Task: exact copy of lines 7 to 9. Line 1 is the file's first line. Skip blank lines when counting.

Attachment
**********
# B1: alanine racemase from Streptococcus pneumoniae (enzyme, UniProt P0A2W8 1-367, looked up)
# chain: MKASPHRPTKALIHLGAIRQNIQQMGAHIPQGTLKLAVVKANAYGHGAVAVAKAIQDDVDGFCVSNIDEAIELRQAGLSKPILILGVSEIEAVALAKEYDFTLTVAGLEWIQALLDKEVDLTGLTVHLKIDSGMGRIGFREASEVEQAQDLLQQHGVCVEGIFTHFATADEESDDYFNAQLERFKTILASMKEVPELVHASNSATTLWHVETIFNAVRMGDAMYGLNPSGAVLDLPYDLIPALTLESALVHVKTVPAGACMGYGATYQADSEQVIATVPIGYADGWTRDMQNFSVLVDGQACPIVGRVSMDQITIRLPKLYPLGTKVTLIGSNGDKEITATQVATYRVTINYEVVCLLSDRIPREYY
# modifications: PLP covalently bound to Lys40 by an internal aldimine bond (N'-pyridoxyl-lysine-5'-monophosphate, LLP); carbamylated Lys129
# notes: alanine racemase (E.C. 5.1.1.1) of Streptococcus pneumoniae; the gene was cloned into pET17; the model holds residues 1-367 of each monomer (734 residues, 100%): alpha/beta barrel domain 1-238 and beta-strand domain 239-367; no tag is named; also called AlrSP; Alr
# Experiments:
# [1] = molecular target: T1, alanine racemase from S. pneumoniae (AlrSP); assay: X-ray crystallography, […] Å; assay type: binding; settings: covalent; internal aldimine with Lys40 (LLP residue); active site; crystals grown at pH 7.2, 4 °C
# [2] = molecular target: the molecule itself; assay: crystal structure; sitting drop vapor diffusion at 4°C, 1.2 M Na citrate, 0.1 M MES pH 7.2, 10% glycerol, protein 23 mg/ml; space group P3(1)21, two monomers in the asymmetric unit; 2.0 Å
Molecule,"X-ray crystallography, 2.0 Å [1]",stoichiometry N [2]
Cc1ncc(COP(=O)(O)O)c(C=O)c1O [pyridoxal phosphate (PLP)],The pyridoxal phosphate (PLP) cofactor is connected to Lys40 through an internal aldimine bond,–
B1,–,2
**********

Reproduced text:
# [2] = molecular target: the molecule itself; assay: crystal structure; sitting drop vapor diffusion at 4°C, 1.2 M Na citrate, 0.1 M MES pH 7.2, 10% glycerol, protein 23 mg/ml; space group P3(1)21, two monomers in the asymmetric unit; 2.0 Å
Molecule,"X-ray crystallography, 2.0 Å [1]",stoichiometry N [2]
Cc1ncc(COP(=O)(O)O)c(C=O)c1O [pyridoxal phosphate (PLP)],The pyridoxal phosphate (PLP) cofactor is connected to Lys40 through an internal aldimine bond,–